Retirees who had and kept all their stock allocation in the S&P 500 Index in 2000 after the roaring 1990s had an awful decade. If they continued withdrawals at a modest pace, they could have faced the serious risk of running out of money. But retirees who overcame the disappointment of lower (but still good) returns on diversified portfolios during the 1990 and maintained their allocations sailed through the 2000s decade with decent gains.

The chart below shows that the Dimensional Equity Balanced Strategy Index, comprised of all of the stock asset classes listed above, earned a rate of return of over +7% per year during this decade, and $1 invested in it more than doubled. The Dimensional 80/20 Balanced Strategy Index and Dimensional 60/40 Balanced Strategy Index, which have 80% and 60% allocated to the Equity Balanced Strategy Index and the remaining 20% and 40% in short-term bond indexes, also managed to produce healthy gains and did so with less short-term volatility, a combination that retirees often appreciate.

Don’t Lose Sight of the Big Picture

The legacies of Silicon Valley Bank and Signature Bank will ultimately be companies that eschewed the relatively stodgy and boring world of traditional banking in pursuit of rapid growth and outsized profits. They weren’t satisfied with growing at a measured pace or allocating their deposits to more conservative investments that may not be as immediately profitable but would be more sustainable and accessible should depositors need their money.

I sometimes see retirees making the same mistakes—focusing unnecessarily on short-term returns or chasing investments that have done well recently but do not have viable long-term prospects. This may work for a while, but the risks eventually appear.

When I talk to retired or soon-to-be-retired people for the first time, they often tell me that their goal is to “not lose money.” They don’t feel they can afford to see their portfolios decline and still live comfortably on their money. That’s understandable. But I explain that the biggest risk they face is not temporary losses; it’s the corrosive effects of long-term inflation on their principal and income. If retirees don’t invest so that their portfolio can earn a higher long-term return than their rate of withdrawals, they will wind up running out of money eventually. And going broke slowly is still going broke.

The big picture for retirees is that they should be trying to earn sufficient long-term investment return relative to their spending needs while owning assets sensitive to long-term inflation trends so that unexpectedly higher inflation doesn’t wipe them out. How to do that? The table below gives us a clue.

The period from 1968-1981 was a tough stretch for stock and bond markets and informative for retirees worried about inflation-adjusted investment returns. Highlighted in grey, Inflation (Consumer Price Index) averaged 7.6% per year—think 2021 and 2022, lasting for almost a decade and a half!

Notice the asset classes listed below the US Consumer Price Index in the table above—three of the four bond indexes (only one-year bonds earned a rate of return above inflation), and large cap growth stocks represented by the S&P 500. Now look at the assets above inflation that earned positive real returns: short-term bonds (barely) and small cap and value stocks.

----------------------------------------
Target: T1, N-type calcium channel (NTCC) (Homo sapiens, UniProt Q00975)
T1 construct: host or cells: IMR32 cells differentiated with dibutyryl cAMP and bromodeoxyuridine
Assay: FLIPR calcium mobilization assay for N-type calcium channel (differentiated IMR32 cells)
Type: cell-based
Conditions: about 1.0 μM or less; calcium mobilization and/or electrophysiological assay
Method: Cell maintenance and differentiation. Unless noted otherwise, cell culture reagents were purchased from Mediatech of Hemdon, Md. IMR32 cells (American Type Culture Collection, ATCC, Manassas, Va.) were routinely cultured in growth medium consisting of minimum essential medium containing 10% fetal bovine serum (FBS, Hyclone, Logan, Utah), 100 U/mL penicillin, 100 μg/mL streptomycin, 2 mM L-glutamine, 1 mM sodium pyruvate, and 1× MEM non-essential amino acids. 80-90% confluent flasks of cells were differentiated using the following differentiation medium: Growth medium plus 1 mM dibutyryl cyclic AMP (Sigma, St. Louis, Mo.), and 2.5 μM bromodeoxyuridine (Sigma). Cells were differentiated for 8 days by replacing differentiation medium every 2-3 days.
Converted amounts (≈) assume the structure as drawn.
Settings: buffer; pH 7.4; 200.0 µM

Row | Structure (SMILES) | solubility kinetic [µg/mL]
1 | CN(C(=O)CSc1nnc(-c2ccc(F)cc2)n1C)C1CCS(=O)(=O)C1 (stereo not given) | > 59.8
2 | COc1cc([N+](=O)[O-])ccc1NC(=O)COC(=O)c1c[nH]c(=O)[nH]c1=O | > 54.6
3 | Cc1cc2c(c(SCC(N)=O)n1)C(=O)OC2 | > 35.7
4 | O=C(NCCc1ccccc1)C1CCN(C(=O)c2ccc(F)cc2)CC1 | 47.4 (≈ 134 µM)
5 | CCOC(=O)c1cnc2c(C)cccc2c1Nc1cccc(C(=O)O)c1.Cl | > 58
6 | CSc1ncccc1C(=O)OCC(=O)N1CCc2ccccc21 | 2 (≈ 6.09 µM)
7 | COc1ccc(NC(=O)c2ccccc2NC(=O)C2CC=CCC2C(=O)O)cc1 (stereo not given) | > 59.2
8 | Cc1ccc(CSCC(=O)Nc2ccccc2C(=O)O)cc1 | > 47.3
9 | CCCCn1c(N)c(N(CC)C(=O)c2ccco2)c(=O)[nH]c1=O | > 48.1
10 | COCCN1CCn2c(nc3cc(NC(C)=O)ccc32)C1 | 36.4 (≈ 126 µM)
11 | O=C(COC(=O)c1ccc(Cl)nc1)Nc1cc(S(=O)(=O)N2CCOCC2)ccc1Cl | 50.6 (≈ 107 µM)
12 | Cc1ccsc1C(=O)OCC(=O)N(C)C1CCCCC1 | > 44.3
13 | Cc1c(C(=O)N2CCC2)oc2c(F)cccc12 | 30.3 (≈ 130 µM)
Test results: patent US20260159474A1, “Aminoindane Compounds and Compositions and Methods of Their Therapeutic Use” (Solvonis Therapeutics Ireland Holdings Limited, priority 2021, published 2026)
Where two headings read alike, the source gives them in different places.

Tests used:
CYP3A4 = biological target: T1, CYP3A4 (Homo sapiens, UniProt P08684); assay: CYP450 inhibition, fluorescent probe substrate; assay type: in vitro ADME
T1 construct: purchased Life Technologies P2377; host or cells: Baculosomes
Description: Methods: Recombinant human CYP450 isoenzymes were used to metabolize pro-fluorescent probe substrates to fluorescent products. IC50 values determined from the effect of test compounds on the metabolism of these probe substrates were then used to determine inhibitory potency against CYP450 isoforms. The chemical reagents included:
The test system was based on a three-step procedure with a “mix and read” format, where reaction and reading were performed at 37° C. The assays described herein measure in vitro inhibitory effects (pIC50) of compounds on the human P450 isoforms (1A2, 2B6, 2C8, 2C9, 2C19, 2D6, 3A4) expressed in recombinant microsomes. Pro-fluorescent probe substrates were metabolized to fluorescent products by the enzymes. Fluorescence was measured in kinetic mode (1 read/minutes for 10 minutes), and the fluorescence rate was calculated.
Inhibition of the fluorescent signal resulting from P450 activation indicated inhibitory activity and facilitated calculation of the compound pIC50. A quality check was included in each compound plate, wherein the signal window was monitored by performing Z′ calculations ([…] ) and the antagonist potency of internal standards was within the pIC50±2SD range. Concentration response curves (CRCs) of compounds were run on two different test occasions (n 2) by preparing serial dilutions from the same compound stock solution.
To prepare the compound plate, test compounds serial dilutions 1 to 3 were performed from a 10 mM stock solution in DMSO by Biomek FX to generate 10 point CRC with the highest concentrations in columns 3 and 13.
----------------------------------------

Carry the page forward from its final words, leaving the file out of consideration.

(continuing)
For retirees focused on the big picture, the most sensible investment approach is clear.

Hold more stocks than bonds—their higher long-term expected returns are what you will need to help your money grow faster than you spend it. Don’t make the mistake that Silicon Valley Bank and Signature Bank did within bonds and invest in longer-term maturities. As we saw above, long-term bonds have a lot more risk but not a lot more return than shorter-term bonds. And when unexpected inflation hits, long-term bonds can get crushed. The stock allocation should not be all or even mostly invested in large company growth stocks or just in one country; it should be globally diversified and should hold copious amounts of small cap and value stocks, where expected returns are highest. The added benefit of small cap and value stocks, beyond higher-expected returns and added diversification benefits (see 2000-2009), is that they tend to perform better during periods of higher inflation. We’ve all seen this during the surprise inflation spike in 2021 and 2022.

So, to summarize…

Don’t take unnecessary risks. Don’t concentrate your investments in pursuit of outsized returns. And don’t lose track of the big picture of why you’re investing.

If you can follow these steps and stick to them, you can have a successful retirement investment experience, as opposed to one that blows up on you and causes you to sacrifice your living standard in your golden years.

Past performance is not a guarantee of future results. Index and mutual fund performance includes reinvestment of dividends and other earnings but does not reflect the deduction of investment advisory fees or additional expenses except where noted. This content is informational and should not be considered an offer, solicitation, recommendation, or endorsement of any particular security, product, or service.